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Time compression for warship crews, example Yeager



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Life on Carriers

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>From: Onno Meyer <Onno.Meyer@arbi.informatik.uni-oldenburg.de>
>Subject: Re: C. J. Cherryh List
>Date: Tue, 11 May 1993 17:04:37 +0200 (MET DST)
> > 	Not only that but The Fleet stands largely outside of time.
> > Being almost constantly on the move the time dilation of jump means
> > they live a very long time. Has anyone actually read Rimrunners and
> > counted the number of days that pass for Bet Yeager compared to a
> > year going by on Thule? For Stationers The War is a long, drawn out,
> > and sparodic thing. (A bit like Northern Ireland in our papers here)
> > Yet for The Fleet it is much more compressed. With this higher level of
> > intensity it would not be difficult for The Stationers to personify
> > them as archetypes.
If I counted right, 10 days pass for the year on Thule, unless there are some days that simply are not mentioned. There is a line about how strange the additional technicans assigned to Bets shift seem, and that after only one week on a new ship. Everything should have been strange. Further more, Bet claims 20 years of experience on AFRICA, and the ship was build around 2320 (the time of _Hellburner_) and she left the ship in 2352 (on Pell). This would indicate a time compression of 1,5:1 and not of 30:1 as in _Rimrunner_.

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>From: Lesley Grant <lgrant@maths.tcd.ie>
>Subject: cherryhlist
>Date: Wed, 12 May 93 10:01:23 BST
> >From: Onno Meyer <Onno.Meyer@arbi.informatik.uni-oldenburg.de>
 
 [on time compression on board ships]

> (...)
> Further more, Bet claims 20 years of experience on AFRICA, and the ship
> was build around 2320 (the time of _Hellburner_) and she left the
> ship in 2352 (on Pell). This would indicate a time compression of
> 1,5:1 and not of 30:1 as in _Rimrunner_.
Bet didn't join the _Africa_ in 2320, though. She was pressganged much later in the War, along with lots of other youngsters. Can anyone remember if a date is given for this? I think it would bring the time compression ratio up sharply. And how is Bet calculating that 20 years? If she's counting subjective time, she'd never get off the _Africa_ by 2352, (assuming she is taken around 2335-40). A warship would simply jump too often with each jump being 'really' 3-4 months. Her 20 years would last at least an objective century. She must be counting 20 'real' years, which would knock the date of her 'volunteering' back to 2332. This date, however, may be a little too early for the Fleet to need such tactics (only 12 years after _Hellburners_ -- would the EC still have been supportive at this time?). Another option, of course, is that warships jump 'faster' than normal ships, with less time lost. This would allow her a longer subjective time on board. Or perhaps the numbers just don't add up -- Bet 'appears' to be using a subjective timescale (she's 37, looks 37, claims 20 years experience, and was taken at 16), but such a timescale just doesn't fit into 'real' time, and would actaully extend far past the entire duration of the War.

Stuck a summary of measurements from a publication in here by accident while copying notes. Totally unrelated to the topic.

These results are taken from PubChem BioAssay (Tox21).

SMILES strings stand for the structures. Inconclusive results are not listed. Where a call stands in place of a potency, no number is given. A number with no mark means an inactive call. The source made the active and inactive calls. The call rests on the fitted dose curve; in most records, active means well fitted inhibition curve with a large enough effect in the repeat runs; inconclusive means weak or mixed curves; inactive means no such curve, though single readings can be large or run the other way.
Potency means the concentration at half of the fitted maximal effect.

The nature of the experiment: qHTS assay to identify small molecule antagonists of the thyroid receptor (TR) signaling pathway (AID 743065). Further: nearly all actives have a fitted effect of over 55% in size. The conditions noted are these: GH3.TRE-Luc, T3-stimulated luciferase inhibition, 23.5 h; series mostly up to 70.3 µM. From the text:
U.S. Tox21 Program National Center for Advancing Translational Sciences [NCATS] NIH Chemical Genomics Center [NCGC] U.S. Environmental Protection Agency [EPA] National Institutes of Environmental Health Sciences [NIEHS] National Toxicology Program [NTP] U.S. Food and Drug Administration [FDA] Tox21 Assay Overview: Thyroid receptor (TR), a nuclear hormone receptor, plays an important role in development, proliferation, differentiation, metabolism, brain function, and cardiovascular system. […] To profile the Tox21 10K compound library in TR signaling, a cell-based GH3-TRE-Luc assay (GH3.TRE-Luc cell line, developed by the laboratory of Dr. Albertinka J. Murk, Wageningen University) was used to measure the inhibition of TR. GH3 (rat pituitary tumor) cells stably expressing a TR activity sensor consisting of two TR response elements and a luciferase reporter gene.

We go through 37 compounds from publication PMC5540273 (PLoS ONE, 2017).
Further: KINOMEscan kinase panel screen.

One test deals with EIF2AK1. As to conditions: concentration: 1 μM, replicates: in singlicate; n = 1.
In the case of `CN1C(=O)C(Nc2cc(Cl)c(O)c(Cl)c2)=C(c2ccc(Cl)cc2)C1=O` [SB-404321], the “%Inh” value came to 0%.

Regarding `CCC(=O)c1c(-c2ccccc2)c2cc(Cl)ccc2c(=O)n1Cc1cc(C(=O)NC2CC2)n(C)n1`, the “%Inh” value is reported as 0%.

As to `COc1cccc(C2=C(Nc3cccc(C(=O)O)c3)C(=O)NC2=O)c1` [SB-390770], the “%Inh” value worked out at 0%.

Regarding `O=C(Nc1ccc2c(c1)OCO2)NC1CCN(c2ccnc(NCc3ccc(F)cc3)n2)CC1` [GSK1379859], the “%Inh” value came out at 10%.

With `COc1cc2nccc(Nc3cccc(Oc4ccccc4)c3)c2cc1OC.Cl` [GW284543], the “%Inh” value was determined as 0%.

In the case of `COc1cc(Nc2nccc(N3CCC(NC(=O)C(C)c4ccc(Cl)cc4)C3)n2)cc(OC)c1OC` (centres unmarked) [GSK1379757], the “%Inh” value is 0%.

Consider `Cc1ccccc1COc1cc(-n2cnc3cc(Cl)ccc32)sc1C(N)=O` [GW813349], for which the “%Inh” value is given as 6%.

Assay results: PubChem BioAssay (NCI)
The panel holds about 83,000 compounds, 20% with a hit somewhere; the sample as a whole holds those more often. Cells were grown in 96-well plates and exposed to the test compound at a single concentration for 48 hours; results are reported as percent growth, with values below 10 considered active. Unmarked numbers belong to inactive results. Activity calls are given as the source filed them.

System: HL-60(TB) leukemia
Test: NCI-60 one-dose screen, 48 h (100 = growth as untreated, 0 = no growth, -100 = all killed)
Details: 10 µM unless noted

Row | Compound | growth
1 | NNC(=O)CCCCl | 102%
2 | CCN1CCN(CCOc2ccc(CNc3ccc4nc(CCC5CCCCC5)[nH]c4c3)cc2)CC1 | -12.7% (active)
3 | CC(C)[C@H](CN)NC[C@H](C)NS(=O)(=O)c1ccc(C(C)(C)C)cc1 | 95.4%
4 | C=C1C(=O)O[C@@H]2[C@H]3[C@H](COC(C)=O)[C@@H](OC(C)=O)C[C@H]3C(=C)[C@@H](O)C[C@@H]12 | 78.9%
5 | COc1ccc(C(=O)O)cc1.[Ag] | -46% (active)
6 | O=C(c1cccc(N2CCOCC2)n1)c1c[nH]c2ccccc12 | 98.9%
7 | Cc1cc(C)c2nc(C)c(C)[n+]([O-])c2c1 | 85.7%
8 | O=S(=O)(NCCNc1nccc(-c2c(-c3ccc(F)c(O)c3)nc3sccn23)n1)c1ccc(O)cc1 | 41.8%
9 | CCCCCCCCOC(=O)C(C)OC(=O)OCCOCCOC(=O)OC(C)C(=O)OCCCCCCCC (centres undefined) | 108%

Lesley


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>Date:    Wed, 12 May 1993 16:02:51 -0400 (EDT)
>From:    NACHISON@SCSUD.CTSTATEU.EDU
>Subject: re Cherryhlist
 
>If I counted right, 10 days pass for the year on Thule, unless there are     
>some days that simply are not mentioned. (...)
>Further more, Bet claims 20 years of experience on AFRICA, and the ship
>was build around 2320 (the time of _Hellburner_) and she left the
>ship in 2352 (on Pell). This would indicate a time compression of
>1,5:1 and not of 30:1 as in _Rimrunner_.
It's some time since I read RIMRUNNER in detail, but it was my impression that the time compression experienced in that sequence was *not* typical, even for the Fleet, except at this ultimate stage of the war, when both the pressure and the stakes were higher.
Beth


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>Date: Thu, 13 May 1993 10:58:17 CDT
>From: mills@centurylub.com
>Subject: RE: C. J. Cherryh List
Well I guess I'll throw my unsolicited 2 cents worth in the ring on the time dilation discussion. I agree with Beth N. that the compression experienced in _Rimrunner_ was unusual, but the comparative compression ratios would still be different between the _Rimrunner_ 'episode' and Bet's time on the Africa if only because the 'real time' to 'jump time' ratios would be different for a 20 yr venture requiring resupply + maintenance, and the repeated jumps of _Rimrunner_ with little or no 'real time'. What that ratio might be is anybody's guess, I assume they would be different for every 'flight' and for every vessel. (Would cumulative time spent at partial C velocities not be a factor also ?)
     Steve


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>From: Onno Meyer <Onno.Meyer@arbi.informatik.uni-oldenburg.de>
>Subject: cherryhlist
>Date: Mon, 17 May 1993 16:17:19 +0200 (MET DST)
(...)
[...]
> would be different for every 'flight' and for every vessel. (Would 
> cumulative time spent at partial C velocities not be a factor also ?)
>      Steve
I think not. I never got that far in physics, but from the formulas only prolonged flight at .75 c or shorter times at much higher speeds should be a factor. (...)
	Onno 

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